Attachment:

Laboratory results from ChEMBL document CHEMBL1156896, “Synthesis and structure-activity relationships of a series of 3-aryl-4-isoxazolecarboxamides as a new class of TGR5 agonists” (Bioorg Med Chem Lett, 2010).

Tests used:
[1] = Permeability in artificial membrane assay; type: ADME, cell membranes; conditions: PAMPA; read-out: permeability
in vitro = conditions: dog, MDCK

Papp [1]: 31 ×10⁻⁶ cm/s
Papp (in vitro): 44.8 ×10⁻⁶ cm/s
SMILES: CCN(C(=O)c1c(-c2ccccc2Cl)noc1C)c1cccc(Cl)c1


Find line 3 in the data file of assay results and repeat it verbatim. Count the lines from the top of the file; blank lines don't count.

[1] = Permeability in artificial membrane assay; type: ADME, cell membranes; conditions: PAMPA; read-out: permeability